UNITED NATIONS (Reuters) - The U.S. ambassador to the United Nations cast doubt on Wednesday on the naming of a former Nicaraguan foreign minister as Libyan envoy to the world body, saying he must leave the United States and re-apply for a visa.
Nicaragua said on Tuesday that Miguel D’Escoto Brockmann, who once served in a leftist Sandinista government and has been a sharp critic of U.S. governments, would represent Libya at the United Nations.
Most diplomats at the Libyan U.N. mission, including the ambassador and his deputy, defected from the government of Muammar Gaddafi last month and sided with rebels who launched an uprising in eastern Libya.
Tripoli then appointed senior diplomat Ali Treki, a close associate of Gaddafi, as its U.N. envoy but he has not arrived in the United States.
U.S. Ambassador Susan Rice said D’Escoto had been appointed by former Libyan foreign minister Moussa Koussa, who defected to Britain on Wednesday saying, according to British officials, that he no longer wished to represent Gaddafi’s government.
“So I think the first question is whether he’s actually been appointed in any legitimate fashion that anybody needs to consider at this stage,” Rice told reporters.
She said D’Escoto, while born in the United States, had renounced U.S. citizenship some years ago, and was currently in the United States on a tourist visa, which “does not allow you to represent any country ... at the United Nations.”
If a legitimate representative of the Libyan government wished to re-nominate D’Escoto, the Nicaraguan would have to leave the United States and apply for a G1 visa — the type given to foreign envoys, she said.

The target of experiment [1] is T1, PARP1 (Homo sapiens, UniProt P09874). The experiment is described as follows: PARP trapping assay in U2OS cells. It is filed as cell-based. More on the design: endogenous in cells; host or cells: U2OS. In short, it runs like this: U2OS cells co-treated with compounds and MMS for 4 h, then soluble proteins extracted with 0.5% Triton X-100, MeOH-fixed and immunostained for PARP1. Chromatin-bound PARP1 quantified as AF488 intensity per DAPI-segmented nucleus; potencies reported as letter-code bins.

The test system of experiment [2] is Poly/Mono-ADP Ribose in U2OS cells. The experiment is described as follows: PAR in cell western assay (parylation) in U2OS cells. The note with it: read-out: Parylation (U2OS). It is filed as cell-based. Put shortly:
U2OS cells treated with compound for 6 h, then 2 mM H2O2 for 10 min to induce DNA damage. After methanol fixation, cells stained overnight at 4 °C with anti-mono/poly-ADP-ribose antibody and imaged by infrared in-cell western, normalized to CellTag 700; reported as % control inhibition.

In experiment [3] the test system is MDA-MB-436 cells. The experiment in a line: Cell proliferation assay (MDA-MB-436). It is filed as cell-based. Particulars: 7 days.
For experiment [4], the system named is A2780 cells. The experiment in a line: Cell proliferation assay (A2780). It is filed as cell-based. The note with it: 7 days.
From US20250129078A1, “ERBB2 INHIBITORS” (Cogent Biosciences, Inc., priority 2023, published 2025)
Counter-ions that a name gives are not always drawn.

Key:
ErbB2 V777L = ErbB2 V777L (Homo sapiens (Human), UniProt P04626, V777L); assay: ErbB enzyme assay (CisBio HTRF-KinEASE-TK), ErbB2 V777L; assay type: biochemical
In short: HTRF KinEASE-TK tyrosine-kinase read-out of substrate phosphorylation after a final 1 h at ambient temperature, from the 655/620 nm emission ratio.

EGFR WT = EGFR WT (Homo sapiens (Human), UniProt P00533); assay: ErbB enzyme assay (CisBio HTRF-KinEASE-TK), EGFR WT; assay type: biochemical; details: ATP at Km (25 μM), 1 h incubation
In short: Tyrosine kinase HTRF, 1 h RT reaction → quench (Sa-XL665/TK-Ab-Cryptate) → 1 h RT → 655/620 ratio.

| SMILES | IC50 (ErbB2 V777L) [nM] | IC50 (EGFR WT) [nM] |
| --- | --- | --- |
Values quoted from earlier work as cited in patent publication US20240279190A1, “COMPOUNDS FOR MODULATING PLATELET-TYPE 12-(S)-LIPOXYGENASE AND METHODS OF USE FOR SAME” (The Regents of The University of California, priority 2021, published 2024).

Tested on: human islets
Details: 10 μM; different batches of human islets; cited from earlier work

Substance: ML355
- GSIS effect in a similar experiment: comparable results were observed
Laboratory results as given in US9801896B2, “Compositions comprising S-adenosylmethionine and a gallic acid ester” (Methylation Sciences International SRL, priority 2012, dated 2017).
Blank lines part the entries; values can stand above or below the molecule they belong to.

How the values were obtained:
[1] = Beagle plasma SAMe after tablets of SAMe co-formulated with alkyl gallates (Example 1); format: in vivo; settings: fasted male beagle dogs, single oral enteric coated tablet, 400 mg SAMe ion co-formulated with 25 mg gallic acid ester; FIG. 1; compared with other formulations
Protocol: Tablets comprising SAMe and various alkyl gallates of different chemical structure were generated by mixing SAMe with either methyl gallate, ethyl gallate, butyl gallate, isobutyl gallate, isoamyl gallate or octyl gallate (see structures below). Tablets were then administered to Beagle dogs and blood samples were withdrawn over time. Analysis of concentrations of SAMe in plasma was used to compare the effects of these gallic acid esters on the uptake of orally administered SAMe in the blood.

She hinted that if he acted as a government representative while on a tourist visa, that visa could be withdrawn.
The United Nations had said earlier in the day that D’Escoto, a former president of the U.N. General Assembly, would give a news conference on Thursday on U.N. premises to discuss Libya.
But minutes after Rice suggested to journalists it was inappropriate that “somebody who represents, seemingly, nobody” should hold a news conference in a U.N. facility, U.N. officials said the conference had been canceled.
D’Escoto once called former U.S. President Ronald Reagan “the butcher of my people” and angered U.S. officials with other statements while at the United Nations from 2008-09.
The Nicaraguan government of leftist President Daniel Ortega said on Tuesday D’Escoto has flown to U.N. headquarters in New York to “support our Libyan brothers in their diplomatic battle to enforce respect for its sovereignty.”
D’Escoto was foreign minister in an earlier Ortega administration that ruled Nicaragua from 1979-90 and that fought an insurgency by U.S.-backed rebels. He was born in Los Angeles and ordained as a Roman Catholic priest.